• Neoclassical Punk Zydeco Rockabilly: They incorporated elements of jazz, blues, psychedelia, and elements of classical and world music in a manner that had never before been tried in rock music. This was due in part to their differing musical backgrounds—both Baker and Bruce had been in jazz bands, but Baker was very interested in African drum music, while Bruce brought elements of pop and Scottish folk music, and Clapton rose to fame playing Chicago blues.
  • Non-Appearing Title: "Badge." George Harrison wrote the song with Clapton and he and Clapton were writing different parts of the lyrics together, sitting opposite each other. Clapton was supposed to write the lyrics for the bridge but hadn't yet, so Harrison wrote on his own piece of paper "BRIDGE". Clapton looked at it, reading it upside-down and said "What's 'Badge'?" They both thought it was so funny that it became the song's title.
  • Progressive Rock: Arguably one of the Trope Codifiers or Ur Examples, depending on your interpretation.
  • Psychedelic Rock: Again, one of the Trope Codifiers.
  • Rearrange the Song: "Crossroads", from Robert Johnson's "Cross Road Blues". Those awesome guitar solos? Clapton's additions.
  • Rock Trio: Along with the Jimi Hendrix Experience, they popularized the format.
  • Stage Names: Ginger Baker's real name is Peter. The nickname came from his bright red hair.
  • Step Up to the Microphone: Clapton takes the lead on "Four Until Late", "Strange Brew", "Outside Woman Blues," "Crossroads", and "Badge," and has joint lead vocals on "Sunshine of Your Love," "World of Pain," and "Dance the Night Away." Baker sings (sort of) "Blue Condition", provides Spoken Word in Music on "Pressed Rat and Warthog." All three of them sing "Mother's Lament".
  • Two-Hit Wonder: Averted in their time but today most casual listeners only know them for "Sunshine of Your Love" and "White Room."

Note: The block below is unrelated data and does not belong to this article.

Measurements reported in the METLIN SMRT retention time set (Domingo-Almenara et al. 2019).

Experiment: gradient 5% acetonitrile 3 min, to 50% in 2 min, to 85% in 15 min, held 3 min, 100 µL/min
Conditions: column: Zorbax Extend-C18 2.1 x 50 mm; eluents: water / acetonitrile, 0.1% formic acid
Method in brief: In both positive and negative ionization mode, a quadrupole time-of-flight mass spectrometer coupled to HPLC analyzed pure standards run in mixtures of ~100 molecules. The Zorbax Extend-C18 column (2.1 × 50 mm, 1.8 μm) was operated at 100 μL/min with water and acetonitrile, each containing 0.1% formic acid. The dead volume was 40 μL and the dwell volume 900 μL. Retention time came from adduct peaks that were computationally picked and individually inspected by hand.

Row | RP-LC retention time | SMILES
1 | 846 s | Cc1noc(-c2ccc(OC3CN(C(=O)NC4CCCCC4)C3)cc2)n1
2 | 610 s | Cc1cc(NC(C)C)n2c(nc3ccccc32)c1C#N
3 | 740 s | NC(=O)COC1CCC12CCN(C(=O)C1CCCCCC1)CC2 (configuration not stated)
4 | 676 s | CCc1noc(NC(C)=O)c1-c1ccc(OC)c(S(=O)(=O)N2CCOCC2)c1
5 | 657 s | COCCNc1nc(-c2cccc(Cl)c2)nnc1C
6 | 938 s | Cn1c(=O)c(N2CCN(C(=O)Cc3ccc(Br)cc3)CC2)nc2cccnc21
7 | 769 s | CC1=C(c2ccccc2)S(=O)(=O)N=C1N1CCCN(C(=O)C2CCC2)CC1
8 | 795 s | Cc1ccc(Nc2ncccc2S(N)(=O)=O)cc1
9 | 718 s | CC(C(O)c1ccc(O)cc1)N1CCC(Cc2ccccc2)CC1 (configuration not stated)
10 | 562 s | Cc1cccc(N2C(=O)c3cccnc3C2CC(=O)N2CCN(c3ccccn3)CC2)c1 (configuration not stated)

• Uncommon Time: Parts of "White Room" on Wheels of Fire are in 5/4 time, and "Those Were The Days" has some quirky rhythmic shifts, with bars of 3/4 and 5/4 along with 4/4 in the chorus. "Deserted Cities of the Heart" has patterns of two bars of 4/4, one of 3/4, and one of 4/4 in the verses.
  • Ur-Example: Of about seven different rock genres, arguably - seminal artists in genres as diverse as jam bands (Mickey Hart of the Grateful Dead), Progressive Rock (Neil Peart of Rush), Thrash Metal (Lars Ulrich of Metallica), and Punk Rock (John Lydon of Sex Pistols and Public Image Ltd.) have attested to Cream's influence, and Cream provide early examples of tendencies like improv, Epic Rocking, and Uncommon Time that later became de rigeur in various rock genres. Despite being together only two years, Cream ended up being one of the most influential acts of The '60s.
  • Word Salad Lyrics:
    • "Doing That Scrapyard Thing", courtesy of Jack Bruce's regular lyricist Pete Brown. First verse:
      When I was young they gave me a mongrel piano,
      Spent all my time inventing the cup of tea.
      Writing your name in the sea,
      Banging my fav'rite head.
    • "Badge"
      I told you not to wander 'round in the dark
      I told you 'bout the swans, that they live in the parknote 
      Then I told you 'bout our kid, now he's married to Mabel.

Example of: